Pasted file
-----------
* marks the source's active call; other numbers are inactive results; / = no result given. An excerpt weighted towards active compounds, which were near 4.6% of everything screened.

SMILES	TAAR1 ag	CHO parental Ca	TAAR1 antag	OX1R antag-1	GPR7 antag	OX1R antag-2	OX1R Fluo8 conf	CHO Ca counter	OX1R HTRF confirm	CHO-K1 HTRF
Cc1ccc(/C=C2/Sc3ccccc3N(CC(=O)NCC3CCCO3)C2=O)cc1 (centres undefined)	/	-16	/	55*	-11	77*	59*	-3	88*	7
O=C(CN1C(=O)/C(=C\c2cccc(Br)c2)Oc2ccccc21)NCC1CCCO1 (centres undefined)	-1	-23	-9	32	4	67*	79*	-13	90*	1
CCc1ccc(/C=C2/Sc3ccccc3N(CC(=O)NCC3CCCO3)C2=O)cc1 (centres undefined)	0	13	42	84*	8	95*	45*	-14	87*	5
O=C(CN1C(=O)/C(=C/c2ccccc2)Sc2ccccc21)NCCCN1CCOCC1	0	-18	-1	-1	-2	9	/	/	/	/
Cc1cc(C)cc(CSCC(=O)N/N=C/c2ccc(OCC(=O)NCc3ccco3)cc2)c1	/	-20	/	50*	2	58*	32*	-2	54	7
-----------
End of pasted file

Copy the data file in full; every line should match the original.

* marks the source's active call; other numbers are inactive results; / = no result given. An excerpt weighted towards active compounds, which were near 4.6% of everything screened.

SMILES	TAAR1 ag	CHO parental Ca	TAAR1 antag	OX1R antag-1	GPR7 antag	OX1R antag-2	OX1R Fluo8 conf	CHO Ca counter	OX1R HTRF confirm	CHO-K1 HTRF
Cc1ccc(/C=C2/Sc3ccccc3N(CC(=O)NCC3CCCO3)C2=O)cc1 (centres undefined)	/	-16	/	55*	-11	77*	59*	-3	88*	7
O=C(CN1C(=O)/C(=C\c2cccc(Br)c2)Oc2ccccc21)NCC1CCCO1 (centres undefined)	-1	-23	-9	32	4	67*	79*	-13	90*	1
CCc1ccc(/C=C2/Sc3ccccc3N(CC(=O)NCC3CCCO3)C2=O)cc1 (centres undefined)	0	13	42	84*	8	95*	45*	-14	87*	5
O=C(CN1C(=O)/C(=C/c2ccccc2)Sc2ccccc21)NCCCN1CCOCC1	0	-18	-1	-1	-2	9	/	/	/	/
Cc1cc(C)cc(CSCC(=O)N/N=C/c2ccc(OCC(=O)NCc3ccco3)cc2)c1	/	-20	/	50*	2	58*	32*	-2	54	7